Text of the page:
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Author: M. Mallet,Sir Walter Scott
ISBN13: 978-0898759532
Title: Northern Antiquities and An Abstract of the Eyrbyggja Saga
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ePUB size: 1536 kb
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Language: English
Category: Humanities
Publisher: University Press of the Pacific (May 1, 2002)
Pages: 588

Northern Antiquities and An Abstract of the Eyrbyggja Saga by M. Mallet,Sir Walter Scott

Northern antiquities. An abstract of the eyrbtggja saga, By Sir Walter Scott /. LONDON.

Scott had clearly developed this enthusiasm by the time he was a student in Edinburgh, for in 1790 he read a paper on Anglo-Saxon and Icelandic lore to the Literary Society, and in the following year he presented a paper on Scandinavian mythology to the Speculative Society. Once he had passed his exams he spent the autumn evenings of 1792 poring over Bartholin’s book on Danish antiquities

An Abstract of the Eyrbiggia-Saga. Indeed as a version of Eyrbyggja, and as the first complete example in English of the narrative contents of an Icelandic family saga, Scott's Abstract is not as convincing, representative, or accu-rate as it might have been. In addition to the questionable selection of material, the Abstract also has many stylistic weaknesses.

Books by Sir Walter Scott, Poems and plays, Tales and verse from Sir Walter Scott, Redgauntlets, The Legend of Montrose, Manners, Customs & History of the Highlanders of Scotland, The Redgauntlet, The Chronicles of the Canongate, My Aunt Margaret's Mirror. Northern Antiquities and an Abstract of the Eyrbyggja Saga. The Bride of Lammermoor.

Abstract of the Eyrbyggja-saga. Edinburgh, 1814; repr. as Northern Antiquities, 517-540. London, 1847; New York: AMS Press, 1968. Simpson, John M. "Eyrbyggja Saga and Nineteenth Century Scholarship.

Northern Antiquities and an Abstract of the Eyrbyggja Saga. by Paul Henri Mallet. Publisher: University Press of the Pacific. from: N/A. More by Paul Henri Mallet. Northern Antiquities: or, a Description of the Manners, Customs, Religion and Laws of the Ancient Danes: Including Those of Our Own Saxon Ancestors.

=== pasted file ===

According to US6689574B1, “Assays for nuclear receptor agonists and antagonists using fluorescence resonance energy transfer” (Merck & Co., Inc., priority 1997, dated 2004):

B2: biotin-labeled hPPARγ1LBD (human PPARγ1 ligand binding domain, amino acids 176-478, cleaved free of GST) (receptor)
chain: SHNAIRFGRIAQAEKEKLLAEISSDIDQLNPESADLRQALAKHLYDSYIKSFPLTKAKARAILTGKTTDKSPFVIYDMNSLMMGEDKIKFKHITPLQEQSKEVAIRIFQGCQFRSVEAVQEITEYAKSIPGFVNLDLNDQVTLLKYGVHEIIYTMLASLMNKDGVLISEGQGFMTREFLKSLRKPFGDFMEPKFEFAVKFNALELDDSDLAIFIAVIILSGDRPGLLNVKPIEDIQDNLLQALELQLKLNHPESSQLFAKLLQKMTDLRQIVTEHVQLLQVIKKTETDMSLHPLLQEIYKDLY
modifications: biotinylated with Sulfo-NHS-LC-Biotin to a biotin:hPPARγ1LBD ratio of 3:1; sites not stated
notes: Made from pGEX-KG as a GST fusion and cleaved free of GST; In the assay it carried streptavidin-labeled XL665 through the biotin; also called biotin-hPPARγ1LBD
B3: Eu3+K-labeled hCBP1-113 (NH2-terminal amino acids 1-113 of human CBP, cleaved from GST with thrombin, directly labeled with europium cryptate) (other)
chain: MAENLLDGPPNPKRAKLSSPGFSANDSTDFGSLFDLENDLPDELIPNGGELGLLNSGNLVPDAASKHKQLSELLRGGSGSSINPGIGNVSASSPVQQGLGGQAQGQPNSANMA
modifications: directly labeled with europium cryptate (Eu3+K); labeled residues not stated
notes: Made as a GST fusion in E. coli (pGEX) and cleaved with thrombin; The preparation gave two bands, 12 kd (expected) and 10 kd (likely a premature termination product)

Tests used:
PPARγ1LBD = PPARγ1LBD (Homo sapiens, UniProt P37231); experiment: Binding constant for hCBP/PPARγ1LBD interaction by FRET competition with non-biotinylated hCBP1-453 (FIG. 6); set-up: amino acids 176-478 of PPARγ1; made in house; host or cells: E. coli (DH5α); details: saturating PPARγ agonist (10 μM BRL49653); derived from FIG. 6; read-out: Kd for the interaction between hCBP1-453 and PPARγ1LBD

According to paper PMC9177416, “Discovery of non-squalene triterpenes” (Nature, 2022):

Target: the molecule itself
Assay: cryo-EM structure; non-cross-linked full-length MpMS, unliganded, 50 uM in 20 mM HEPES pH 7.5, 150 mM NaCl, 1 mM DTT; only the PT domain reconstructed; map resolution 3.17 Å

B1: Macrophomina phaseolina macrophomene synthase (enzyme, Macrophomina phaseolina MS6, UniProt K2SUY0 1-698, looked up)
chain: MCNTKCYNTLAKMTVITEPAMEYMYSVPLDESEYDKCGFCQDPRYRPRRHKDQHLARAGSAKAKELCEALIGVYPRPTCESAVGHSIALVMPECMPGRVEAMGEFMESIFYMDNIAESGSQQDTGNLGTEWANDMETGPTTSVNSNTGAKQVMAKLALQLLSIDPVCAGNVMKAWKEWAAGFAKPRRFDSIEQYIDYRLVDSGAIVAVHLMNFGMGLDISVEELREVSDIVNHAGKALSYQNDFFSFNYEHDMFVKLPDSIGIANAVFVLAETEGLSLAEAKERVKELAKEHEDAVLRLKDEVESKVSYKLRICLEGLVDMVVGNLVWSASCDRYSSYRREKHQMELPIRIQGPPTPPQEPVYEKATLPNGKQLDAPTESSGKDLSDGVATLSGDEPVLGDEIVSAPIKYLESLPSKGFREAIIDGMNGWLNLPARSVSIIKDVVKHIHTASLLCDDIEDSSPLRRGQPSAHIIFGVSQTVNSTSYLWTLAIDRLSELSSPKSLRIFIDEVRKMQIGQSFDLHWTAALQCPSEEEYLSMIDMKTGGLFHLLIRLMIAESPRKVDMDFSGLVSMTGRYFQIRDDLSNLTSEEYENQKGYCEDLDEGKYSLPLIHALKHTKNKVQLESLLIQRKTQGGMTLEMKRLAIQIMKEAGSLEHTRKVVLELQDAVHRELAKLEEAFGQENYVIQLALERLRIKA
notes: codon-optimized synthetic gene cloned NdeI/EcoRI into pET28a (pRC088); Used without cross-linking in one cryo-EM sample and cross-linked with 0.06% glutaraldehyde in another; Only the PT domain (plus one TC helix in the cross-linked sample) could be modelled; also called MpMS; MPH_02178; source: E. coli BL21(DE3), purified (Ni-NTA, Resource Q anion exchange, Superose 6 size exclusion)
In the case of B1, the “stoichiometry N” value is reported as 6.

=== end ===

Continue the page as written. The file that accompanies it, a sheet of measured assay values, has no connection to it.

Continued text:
Abstract of the Eyrbyggja Saga' - Mortensen 2000, Wawn 2000. Provincial Antiquities of Scotland - Maxwell 2002. Reliquiae Trotcosienses - Carruthers and Lumsden 2004†. Tales of a Grandfather - Grant 2001†, McCracken-Flesher 2012b, Magnusson 2000, Stabler 2002, D. Stevenson 2004.

Eyrbyggja saga (Icelandic pronunciation: ( listen)) is one of the Icelanders' sagas; its title can be translated as The Saga of the People of Eyri. It was written by an anonymous writer, who describes a long-standing feud between Snorri Goði and Arnkel Goði, two strong chieftains within the Norse community that settled in Iceland. The title is slightly misleading as it deals also with the clans from Þórsnes and Alptafjörðr on Iceland. The most central character is Snorri Þorgrímsson, referred to as Snorri Goði and Snorri the Priest. Snorri was the nephew of the hero. Mallet, Paul Henri, 1730-1807 (1847). Northern antiquities (google). Percy, Thomas, 1729-1811 (t., Blackwell, I. A. (notes), Scott, Walter. Scott's abstract of the saga (dated 1813).

A historical account of the manners, customs, religion and laws, maritime expeditions and discoveries, language and literature of the ancient Scandinavians (Danes, Swedes, Norwegians and Icelanders). The book also includes a translation of the prose Edda from the original old Norse text; with critical and explanatory notes; and an abstract of the Eybyggja Saga, by Sir Walter Scott.